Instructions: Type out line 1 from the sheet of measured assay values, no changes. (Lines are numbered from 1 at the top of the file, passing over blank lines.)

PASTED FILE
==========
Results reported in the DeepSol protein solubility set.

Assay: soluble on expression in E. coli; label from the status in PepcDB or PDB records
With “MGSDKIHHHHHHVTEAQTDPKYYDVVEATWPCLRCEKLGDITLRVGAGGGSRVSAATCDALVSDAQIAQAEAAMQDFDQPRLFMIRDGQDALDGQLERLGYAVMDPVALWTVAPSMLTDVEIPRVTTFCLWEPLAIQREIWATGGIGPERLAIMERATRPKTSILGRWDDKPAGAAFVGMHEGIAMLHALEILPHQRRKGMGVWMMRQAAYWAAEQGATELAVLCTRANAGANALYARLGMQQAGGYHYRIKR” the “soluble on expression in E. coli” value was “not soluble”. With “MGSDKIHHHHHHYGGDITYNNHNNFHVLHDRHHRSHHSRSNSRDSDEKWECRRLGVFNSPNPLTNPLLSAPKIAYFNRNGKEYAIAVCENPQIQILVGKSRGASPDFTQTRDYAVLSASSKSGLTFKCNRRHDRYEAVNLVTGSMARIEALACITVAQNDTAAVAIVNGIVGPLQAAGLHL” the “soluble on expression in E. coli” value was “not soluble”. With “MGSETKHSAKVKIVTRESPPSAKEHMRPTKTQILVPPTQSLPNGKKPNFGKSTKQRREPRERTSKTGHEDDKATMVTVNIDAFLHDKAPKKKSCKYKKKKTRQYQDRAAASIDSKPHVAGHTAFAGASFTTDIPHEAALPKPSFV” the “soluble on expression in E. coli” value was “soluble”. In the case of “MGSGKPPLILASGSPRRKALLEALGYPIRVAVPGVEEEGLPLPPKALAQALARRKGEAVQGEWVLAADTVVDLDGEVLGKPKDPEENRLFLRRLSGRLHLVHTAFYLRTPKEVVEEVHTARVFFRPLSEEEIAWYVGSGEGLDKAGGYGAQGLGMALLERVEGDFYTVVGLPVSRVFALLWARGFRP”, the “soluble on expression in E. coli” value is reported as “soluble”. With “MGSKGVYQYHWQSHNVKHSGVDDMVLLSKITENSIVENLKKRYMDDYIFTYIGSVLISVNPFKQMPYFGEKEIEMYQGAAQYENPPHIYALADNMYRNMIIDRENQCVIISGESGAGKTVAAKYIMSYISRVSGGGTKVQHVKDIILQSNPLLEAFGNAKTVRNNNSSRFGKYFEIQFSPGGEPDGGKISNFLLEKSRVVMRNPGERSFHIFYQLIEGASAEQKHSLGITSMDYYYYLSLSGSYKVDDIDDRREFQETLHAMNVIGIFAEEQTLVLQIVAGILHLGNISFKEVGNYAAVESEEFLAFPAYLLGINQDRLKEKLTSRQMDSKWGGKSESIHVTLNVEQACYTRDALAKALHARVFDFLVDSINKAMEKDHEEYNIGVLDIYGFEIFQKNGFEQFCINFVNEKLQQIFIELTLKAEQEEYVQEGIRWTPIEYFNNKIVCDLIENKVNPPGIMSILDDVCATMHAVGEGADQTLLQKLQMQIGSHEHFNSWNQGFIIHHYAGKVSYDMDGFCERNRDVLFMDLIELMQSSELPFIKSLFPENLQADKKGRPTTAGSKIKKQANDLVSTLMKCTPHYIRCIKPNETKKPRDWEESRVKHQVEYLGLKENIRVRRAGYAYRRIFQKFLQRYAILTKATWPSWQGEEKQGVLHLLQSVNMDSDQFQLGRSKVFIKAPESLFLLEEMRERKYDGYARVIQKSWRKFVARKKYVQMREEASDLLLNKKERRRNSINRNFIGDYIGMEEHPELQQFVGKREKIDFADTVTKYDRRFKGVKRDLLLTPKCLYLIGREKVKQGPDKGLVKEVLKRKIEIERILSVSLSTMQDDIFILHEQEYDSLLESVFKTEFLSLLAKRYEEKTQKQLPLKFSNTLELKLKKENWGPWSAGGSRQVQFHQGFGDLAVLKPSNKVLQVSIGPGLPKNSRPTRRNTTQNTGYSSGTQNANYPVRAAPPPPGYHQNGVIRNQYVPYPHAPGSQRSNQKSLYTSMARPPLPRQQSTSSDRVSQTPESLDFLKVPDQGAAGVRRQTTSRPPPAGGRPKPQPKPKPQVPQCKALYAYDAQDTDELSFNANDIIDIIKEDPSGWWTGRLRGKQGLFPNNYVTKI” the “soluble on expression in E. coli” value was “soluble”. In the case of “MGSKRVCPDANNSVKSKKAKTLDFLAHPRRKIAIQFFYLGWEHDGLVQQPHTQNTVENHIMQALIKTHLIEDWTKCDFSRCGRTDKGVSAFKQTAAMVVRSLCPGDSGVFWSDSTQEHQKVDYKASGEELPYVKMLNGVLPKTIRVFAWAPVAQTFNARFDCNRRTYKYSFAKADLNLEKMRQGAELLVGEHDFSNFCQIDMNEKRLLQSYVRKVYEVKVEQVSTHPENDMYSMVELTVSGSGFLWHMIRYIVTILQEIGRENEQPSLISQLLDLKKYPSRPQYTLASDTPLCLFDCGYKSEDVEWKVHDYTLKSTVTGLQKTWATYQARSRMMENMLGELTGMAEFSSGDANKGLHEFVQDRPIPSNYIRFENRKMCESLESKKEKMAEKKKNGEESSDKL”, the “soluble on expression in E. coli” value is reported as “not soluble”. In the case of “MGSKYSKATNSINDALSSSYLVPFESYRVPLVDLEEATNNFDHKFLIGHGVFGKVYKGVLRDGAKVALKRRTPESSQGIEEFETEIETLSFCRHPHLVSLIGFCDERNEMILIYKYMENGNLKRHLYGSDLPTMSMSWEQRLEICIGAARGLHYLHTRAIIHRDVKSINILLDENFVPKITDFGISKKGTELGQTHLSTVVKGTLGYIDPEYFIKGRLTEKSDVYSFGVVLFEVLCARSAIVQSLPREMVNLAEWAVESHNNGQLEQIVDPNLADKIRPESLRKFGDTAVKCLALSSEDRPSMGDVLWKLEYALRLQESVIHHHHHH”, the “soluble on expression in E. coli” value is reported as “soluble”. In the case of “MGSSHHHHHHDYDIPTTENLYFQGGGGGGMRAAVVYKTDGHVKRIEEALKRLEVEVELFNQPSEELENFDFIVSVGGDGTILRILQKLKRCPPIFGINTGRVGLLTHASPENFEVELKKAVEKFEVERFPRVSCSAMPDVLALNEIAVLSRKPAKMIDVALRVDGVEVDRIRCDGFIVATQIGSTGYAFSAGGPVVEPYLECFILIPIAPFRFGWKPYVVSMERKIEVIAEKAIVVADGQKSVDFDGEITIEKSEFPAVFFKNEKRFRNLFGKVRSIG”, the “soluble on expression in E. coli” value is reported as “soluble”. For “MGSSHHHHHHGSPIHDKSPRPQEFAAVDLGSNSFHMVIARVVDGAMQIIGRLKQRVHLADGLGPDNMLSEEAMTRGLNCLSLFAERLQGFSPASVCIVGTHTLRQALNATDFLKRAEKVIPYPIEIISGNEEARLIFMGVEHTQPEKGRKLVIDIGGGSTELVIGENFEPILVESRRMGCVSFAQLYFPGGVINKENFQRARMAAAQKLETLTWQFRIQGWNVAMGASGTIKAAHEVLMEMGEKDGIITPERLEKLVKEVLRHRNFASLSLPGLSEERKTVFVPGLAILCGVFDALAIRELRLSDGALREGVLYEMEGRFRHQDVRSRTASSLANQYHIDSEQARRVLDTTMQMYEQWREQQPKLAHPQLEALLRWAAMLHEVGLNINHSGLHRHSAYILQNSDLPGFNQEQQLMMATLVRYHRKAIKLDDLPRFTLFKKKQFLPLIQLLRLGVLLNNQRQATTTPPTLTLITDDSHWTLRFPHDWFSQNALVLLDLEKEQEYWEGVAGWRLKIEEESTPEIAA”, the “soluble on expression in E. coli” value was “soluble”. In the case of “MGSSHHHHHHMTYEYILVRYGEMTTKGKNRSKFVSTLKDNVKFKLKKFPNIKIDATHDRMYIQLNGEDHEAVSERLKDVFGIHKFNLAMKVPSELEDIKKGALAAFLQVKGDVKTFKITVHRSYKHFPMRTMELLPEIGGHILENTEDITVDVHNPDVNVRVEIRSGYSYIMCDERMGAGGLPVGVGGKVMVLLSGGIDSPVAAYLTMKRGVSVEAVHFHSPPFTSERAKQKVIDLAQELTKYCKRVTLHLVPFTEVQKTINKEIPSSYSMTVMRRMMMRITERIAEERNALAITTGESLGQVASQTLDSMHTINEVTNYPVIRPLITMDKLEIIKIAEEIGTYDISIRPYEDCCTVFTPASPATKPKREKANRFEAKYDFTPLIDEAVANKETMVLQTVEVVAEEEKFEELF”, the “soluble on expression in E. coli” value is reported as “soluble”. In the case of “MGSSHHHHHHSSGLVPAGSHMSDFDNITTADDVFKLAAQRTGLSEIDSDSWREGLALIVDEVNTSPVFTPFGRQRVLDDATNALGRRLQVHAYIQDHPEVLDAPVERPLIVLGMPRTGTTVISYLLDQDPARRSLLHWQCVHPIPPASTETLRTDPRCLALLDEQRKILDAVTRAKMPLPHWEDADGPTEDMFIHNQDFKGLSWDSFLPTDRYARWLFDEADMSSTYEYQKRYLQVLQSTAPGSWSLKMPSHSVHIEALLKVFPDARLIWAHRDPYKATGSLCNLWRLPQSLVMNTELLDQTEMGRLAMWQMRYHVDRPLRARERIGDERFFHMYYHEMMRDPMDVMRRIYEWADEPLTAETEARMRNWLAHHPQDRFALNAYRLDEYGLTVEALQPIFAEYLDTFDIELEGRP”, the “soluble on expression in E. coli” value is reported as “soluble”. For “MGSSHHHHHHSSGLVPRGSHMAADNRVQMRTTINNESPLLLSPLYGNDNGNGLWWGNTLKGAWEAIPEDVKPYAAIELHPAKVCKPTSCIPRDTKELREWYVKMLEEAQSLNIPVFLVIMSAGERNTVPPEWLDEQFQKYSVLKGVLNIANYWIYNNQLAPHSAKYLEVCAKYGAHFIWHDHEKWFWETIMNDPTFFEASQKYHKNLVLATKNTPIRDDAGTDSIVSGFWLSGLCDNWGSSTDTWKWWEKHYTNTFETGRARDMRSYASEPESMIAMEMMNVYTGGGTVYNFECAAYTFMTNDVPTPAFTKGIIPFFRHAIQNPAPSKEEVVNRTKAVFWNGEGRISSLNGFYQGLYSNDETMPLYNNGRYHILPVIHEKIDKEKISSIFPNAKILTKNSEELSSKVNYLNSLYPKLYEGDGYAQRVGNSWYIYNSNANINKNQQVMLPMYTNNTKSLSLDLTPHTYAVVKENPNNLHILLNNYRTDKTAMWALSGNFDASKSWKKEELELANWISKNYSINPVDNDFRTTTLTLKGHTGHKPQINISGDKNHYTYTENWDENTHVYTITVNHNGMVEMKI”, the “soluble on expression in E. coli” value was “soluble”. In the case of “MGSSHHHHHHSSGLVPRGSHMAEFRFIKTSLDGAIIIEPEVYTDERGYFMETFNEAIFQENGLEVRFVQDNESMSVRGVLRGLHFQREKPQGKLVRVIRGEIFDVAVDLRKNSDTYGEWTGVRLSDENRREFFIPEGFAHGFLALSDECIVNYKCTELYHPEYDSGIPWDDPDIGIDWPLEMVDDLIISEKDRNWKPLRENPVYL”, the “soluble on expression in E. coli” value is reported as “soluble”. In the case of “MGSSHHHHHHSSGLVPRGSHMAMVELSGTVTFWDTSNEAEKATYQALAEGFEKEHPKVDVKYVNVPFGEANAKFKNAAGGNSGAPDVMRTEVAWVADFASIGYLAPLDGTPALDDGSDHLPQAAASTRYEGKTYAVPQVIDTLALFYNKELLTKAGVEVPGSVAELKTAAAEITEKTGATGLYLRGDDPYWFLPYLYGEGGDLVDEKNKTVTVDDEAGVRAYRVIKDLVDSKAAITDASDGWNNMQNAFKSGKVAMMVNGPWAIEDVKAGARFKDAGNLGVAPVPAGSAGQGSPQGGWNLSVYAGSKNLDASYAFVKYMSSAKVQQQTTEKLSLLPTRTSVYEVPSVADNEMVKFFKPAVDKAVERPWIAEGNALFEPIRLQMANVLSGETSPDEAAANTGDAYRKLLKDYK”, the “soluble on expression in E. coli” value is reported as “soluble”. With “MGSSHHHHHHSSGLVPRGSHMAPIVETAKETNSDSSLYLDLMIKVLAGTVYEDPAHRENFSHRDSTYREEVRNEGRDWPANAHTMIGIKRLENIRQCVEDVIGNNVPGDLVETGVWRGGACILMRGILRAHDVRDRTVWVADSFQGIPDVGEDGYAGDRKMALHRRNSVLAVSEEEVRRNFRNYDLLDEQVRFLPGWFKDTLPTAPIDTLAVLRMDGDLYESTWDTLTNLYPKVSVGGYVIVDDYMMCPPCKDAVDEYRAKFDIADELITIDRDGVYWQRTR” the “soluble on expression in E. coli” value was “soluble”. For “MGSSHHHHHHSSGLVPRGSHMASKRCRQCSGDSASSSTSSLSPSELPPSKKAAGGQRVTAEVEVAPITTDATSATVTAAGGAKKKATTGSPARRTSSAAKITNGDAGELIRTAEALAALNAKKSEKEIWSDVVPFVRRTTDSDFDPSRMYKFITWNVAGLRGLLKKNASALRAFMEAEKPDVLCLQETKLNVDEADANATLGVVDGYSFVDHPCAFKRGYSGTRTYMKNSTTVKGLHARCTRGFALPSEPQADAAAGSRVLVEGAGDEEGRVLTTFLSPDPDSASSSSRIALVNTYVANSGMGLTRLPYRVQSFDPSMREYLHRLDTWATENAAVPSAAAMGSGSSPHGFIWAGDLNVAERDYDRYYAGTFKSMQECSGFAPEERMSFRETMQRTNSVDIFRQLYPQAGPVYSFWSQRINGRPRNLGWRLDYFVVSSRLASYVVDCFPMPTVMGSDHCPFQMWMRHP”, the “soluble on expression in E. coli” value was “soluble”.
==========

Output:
Results reported in the DeepSol protein solubility set.